Read more about cholangiocarcinoma epidemiology 

For example, large-scale studies conducted in South Korea and Japan both indicate that there is a null effect of obesity on the development of cholangiocarcinoma. Overall, the balance of evidence suggests that Western populations are more vulnerable to the development of cholangiocarcinoma when obese compared to Eastern populations. 

There are two possible reasons why this is the case. First, obesity is less prevalent in Asia and is sometimes defined at a slightly different cutoff point compared to the West. Second, studies on the relationship between obesity and cholangiocarcinoma in the East are less abundant because the main cause of cholangiocarcinoma in the East is liver fluke infection, which has an entirely different pathophysiology in driving the development of liver cancer. 

A Key Modifiable Risk Factor 

It is clear that obesity causes metabolic changes that raise the risk of cholangiocarcinoma; it is also true that obesity is a risk factor for a large number of noncancerous diseases. It is one of the great modifiable risk factors for a reduction in life expectancy, alongside cigarette smoking, physical inactivity, and hypertension.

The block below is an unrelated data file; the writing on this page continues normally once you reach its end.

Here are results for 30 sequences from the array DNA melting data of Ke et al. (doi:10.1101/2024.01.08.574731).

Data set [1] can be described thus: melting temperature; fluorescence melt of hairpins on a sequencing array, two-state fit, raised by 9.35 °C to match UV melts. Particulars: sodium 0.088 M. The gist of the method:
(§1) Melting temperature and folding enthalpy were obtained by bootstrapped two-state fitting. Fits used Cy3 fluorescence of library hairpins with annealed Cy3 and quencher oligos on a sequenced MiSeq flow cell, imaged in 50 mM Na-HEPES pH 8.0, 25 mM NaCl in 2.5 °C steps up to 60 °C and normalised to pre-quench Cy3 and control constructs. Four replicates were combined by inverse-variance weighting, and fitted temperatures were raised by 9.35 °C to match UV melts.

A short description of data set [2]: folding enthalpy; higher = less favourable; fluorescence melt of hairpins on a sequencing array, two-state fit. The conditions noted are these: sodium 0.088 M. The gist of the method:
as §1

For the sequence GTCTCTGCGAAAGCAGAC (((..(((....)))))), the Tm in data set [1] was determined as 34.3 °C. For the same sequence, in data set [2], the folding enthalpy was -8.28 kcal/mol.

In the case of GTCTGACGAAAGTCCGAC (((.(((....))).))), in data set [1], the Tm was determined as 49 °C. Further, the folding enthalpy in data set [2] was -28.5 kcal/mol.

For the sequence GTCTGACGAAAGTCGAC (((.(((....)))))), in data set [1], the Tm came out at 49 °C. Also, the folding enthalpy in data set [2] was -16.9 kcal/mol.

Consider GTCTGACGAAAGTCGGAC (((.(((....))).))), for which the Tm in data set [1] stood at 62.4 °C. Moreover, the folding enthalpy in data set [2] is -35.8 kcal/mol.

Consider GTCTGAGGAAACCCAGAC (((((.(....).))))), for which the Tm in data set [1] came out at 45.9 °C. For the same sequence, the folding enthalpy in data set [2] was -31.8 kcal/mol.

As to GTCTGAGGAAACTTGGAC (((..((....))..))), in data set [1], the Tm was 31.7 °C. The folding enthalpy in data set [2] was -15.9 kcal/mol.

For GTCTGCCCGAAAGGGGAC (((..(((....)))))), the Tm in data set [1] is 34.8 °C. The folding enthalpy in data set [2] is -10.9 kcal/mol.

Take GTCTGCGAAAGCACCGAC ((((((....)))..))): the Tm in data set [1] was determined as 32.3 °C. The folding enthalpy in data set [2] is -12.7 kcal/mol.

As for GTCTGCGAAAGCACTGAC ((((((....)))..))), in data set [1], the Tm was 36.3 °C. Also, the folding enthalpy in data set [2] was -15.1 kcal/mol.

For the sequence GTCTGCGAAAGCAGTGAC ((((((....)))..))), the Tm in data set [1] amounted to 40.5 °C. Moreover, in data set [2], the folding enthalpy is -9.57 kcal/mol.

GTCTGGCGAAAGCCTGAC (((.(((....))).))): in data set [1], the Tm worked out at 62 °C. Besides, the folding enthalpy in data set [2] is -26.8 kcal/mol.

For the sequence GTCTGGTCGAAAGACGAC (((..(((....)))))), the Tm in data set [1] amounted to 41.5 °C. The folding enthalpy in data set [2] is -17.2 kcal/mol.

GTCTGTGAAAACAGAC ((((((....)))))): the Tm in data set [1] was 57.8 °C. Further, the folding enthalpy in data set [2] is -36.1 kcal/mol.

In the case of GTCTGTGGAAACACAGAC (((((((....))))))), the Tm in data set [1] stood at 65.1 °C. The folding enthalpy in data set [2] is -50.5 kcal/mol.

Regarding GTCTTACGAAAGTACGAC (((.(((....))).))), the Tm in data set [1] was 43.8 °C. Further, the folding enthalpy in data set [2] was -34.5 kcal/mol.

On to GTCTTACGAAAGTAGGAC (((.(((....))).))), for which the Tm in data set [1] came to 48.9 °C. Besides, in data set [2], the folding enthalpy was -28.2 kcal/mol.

“Recent statistics indicate that overweight/obesity continues its relentless global rise, with the number of people with excess body weight reaching >2 billion, ∼30% of the world population,” Caballero in Advances in Nutrition wrote

Another alarming statistic is the sharp rise in childhood obesity over the last few years. One of the problems with childhood obesity is that it often carries over into adulthood. This means that, unless active intervention is introduced, a person who is obese in childhood is likely to be obese for the rest of their life.